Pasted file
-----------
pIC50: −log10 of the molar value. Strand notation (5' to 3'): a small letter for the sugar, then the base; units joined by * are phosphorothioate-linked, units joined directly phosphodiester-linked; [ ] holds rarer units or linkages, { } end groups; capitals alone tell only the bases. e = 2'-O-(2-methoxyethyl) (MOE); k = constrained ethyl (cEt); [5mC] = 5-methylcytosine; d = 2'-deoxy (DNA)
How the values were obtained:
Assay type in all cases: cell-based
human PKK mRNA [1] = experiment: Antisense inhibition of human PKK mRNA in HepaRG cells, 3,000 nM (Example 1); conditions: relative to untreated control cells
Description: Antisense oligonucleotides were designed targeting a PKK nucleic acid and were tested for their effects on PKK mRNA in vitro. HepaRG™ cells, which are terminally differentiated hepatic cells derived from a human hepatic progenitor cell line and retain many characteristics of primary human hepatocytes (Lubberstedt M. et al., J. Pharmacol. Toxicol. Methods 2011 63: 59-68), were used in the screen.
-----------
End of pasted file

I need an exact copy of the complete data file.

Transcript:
pIC50: −log10 of the molar value. Strand notation (5' to 3'): a small letter for the sugar, then the base; units joined by * are phosphorothioate-linked, units joined directly phosphodiester-linked; [ ] holds rarer units or linkages, { } end groups; capitals alone tell only the bases. e = 2'-O-(2-methoxyethyl) (MOE); k = constrained ethyl (cEt); [5mC] = 5-methylcytosine; d = 2'-deoxy (DNA)
How the values were obtained:
Assay type in all cases: cell-based
human PKK mRNA [1] = experiment: Antisense inhibition of human PKK mRNA in HepaRG cells, 3,000 nM (Example 1); conditions: relative to untreated control cells
Description: Antisense oligonucleotides were designed targeting a PKK nucleic acid and were tested for their effects on PKK mRNA in vitro. HepaRG™ cells, which are terminally differentiated hepatic cells derived from a human hepatic progenitor cell line and retain many characteristics of primary human hepatocytes (Lubberstedt M. et al., J. Pharmacol. Toxicol. Methods 2011 63: 59-68), were used in the screen.